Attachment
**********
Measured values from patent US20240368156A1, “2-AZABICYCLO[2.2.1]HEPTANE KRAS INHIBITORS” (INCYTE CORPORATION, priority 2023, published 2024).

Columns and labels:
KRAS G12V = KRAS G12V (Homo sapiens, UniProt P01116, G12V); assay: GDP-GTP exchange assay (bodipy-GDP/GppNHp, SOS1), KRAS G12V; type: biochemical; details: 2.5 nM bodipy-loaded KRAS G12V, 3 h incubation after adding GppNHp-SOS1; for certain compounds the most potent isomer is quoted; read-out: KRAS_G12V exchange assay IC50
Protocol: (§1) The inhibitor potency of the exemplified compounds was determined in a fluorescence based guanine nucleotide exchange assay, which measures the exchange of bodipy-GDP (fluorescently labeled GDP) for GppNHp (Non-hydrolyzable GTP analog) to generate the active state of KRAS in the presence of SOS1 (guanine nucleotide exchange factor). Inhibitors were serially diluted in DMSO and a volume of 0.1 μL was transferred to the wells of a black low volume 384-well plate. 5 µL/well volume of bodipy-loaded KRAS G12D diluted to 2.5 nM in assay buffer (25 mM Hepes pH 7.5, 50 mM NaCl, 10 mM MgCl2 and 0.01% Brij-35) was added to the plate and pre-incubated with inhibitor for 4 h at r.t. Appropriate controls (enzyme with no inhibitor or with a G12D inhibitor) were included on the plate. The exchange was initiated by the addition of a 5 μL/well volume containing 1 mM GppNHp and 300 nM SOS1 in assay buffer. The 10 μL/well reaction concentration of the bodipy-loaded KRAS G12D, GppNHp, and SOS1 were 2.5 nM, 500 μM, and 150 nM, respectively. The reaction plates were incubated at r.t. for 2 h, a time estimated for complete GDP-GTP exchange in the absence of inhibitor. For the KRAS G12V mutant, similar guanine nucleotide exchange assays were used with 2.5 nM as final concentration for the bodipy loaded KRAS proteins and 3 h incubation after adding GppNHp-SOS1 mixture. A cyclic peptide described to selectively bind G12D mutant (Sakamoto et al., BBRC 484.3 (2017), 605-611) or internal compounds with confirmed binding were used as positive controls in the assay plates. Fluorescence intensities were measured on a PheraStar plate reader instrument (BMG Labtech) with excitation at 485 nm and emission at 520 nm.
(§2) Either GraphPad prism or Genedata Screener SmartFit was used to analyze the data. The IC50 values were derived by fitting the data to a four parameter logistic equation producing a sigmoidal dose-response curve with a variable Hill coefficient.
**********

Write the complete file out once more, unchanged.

Measured values from patent US20240368156A1, “2-AZABICYCLO[2.2.1]HEPTANE KRAS INHIBITORS” (INCYTE CORPORATION, priority 2023, published 2024).

Columns and labels:
KRAS G12V = KRAS G12V (Homo sapiens, UniProt P01116, G12V); assay: GDP-GTP exchange assay (bodipy-GDP/GppNHp, SOS1), KRAS G12V; type: biochemical; details: 2.5 nM bodipy-loaded KRAS G12V, 3 h incubation after adding GppNHp-SOS1; for certain compounds the most potent isomer is quoted; read-out: KRAS_G12V exchange assay IC50
Protocol: (§1) The inhibitor potency of the exemplified compounds was determined in a fluorescence based guanine nucleotide exchange assay, which measures the exchange of bodipy-GDP (fluorescently labeled GDP) for GppNHp (Non-hydrolyzable GTP analog) to generate the active state of KRAS in the presence of SOS1 (guanine nucleotide exchange factor). Inhibitors were serially diluted in DMSO and a volume of 0.1 μL was transferred to the wells of a black low volume 384-well plate. 5 µL/well volume of bodipy-loaded KRAS G12D diluted to 2.5 nM in assay buffer (25 mM Hepes pH 7.5, 50 mM NaCl, 10 mM MgCl2 and 0.01% Brij-35) was added to the plate and pre-incubated with inhibitor for 4 h at r.t. Appropriate controls (enzyme with no inhibitor or with a G12D inhibitor) were included on the plate. The exchange was initiated by the addition of a 5 μL/well volume containing 1 mM GppNHp and 300 nM SOS1 in assay buffer. The 10 μL/well reaction concentration of the bodipy-loaded KRAS G12D, GppNHp, and SOS1 were 2.5 nM, 500 μM, and 150 nM, respectively. The reaction plates were incubated at r.t. for 2 h, a time estimated for complete GDP-GTP exchange in the absence of inhibitor. For the KRAS G12V mutant, similar guanine nucleotide exchange assays were used with 2.5 nM as final concentration for the bodipy loaded KRAS proteins and 3 h incubation after adding GppNHp-SOS1 mixture. A cyclic peptide described to selectively bind G12D mutant (Sakamoto et al., BBRC 484.3 (2017), 605-611) or internal compounds with confirmed binding were used as positive controls in the assay plates. Fluorescence intensities were measured on a PheraStar plate reader instrument (BMG Labtech) with excitation at 485 nm and emission at 520 nm.
(§2) Either GraphPad prism or Genedata Screener SmartFit was used to analyze the data. The IC50 values were derived by fitting the data to a four parameter logistic equation producing a sigmoidal dose-response curve with a variable Hill coefficient.